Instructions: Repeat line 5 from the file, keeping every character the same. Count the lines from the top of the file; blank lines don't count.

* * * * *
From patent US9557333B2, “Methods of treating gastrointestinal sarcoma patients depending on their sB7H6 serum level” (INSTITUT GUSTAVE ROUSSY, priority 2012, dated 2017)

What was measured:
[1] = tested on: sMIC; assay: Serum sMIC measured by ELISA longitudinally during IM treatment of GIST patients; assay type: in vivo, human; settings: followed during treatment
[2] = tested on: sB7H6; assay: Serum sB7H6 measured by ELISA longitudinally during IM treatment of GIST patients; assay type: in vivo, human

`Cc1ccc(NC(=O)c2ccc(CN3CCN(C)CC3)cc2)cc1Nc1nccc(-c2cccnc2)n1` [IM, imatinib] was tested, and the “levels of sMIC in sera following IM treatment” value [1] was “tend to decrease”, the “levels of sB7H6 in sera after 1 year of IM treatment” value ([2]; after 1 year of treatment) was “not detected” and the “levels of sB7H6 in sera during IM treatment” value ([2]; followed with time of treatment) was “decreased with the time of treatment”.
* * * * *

`Cc1ccc(NC(=O)c2ccc(CN3CCN(C)CC3)cc2)cc1Nc1nccc(-c2cccnc2)n1` [IM, imatinib] was tested, and the “levels of sMIC in sera following IM treatment” value [1] was “tend to decrease”, the “levels of sB7H6 in sera after 1 year of IM treatment” value ([2]; after 1 year of treatment) was “not detected” and the “levels of sB7H6 in sera during IM treatment” value ([2]; followed with time of treatment) was “decreased with the time of treatment”.